25 June 2012
Expert comment on breastfeeding in Australia
Australia's poor breastfeeding rates have been highlighted in a report by the UN Committee on the Rights of the Child.
The low levels of breastfeeding was noted by the committee as a concern, with only about 15 per cent of Australian mothers exclusively breastfeeding until their child is six months old (as recommended by the World Health Organization).
The committee's recommendations included a review of Australia's Paid Parental Leave scheme to ensure it supports "exclusive breastfeeding for six months by working mothers".
- What can we learn from experience overseas, in countries that have successfully put strategies in place to support breastfeeding?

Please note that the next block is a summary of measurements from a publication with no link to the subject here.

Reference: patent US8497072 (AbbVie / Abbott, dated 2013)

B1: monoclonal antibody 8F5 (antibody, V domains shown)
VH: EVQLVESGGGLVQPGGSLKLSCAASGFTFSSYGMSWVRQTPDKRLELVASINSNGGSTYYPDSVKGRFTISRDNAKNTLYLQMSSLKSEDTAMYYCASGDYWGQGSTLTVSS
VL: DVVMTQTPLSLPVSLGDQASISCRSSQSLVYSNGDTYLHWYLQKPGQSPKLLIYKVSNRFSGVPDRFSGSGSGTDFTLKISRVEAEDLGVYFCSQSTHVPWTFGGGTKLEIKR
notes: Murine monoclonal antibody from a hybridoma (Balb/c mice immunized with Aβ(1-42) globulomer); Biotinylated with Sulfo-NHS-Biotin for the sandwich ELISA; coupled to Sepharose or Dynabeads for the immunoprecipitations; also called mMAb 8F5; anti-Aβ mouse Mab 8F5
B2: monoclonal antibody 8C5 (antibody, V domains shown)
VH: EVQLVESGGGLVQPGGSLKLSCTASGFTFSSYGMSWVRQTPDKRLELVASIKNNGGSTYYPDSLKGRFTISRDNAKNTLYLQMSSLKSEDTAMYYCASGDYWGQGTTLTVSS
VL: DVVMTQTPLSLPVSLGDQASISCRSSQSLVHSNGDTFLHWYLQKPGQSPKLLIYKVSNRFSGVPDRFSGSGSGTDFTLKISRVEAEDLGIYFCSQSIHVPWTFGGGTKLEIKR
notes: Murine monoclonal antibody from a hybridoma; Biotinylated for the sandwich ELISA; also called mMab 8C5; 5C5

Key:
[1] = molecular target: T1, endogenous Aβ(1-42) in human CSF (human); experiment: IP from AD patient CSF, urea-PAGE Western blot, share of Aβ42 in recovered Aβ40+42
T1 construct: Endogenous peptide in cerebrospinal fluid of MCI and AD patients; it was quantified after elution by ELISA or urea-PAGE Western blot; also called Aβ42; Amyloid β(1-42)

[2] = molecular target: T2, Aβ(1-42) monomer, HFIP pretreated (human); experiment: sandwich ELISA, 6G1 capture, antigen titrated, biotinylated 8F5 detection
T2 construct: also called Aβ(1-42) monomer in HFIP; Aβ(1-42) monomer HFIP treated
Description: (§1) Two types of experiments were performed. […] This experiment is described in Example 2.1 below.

- How do our systems fail new mothers who want to breastfeed?
- Where should resources be focused to increase breastfeeding rates and reduce the long-term risk of chronic disease?
- What practical action can health professionals, families and employers take now to support mothers in breastfeeding?
RMIT University's Dr Jennifer James is an expert on breastfeeding and human lactation.
Dr James comments frequently on infant nutrition, strategies to support breastfeeding and the marketing of infant formula.
She is a midwife, an IBCLC Lactation Consultant, a Counsellor with the Australian Breastfeeding Association and has also acted as the consumer representative on the Advisory Panel on the Marketing in Australia of Infant Formula (APMAIF).
Dr James is a Course Coordinator in the Discipline of Nursing and Midwifery at RMIT.
She is available for interview.
For interviews: Dr Jennifer James, 0411 409 375.
For general media enquiries: RMIT University, Marketing and Communications, Gosia Kaszubska, (03) 9925 3176 or 0417 510 735.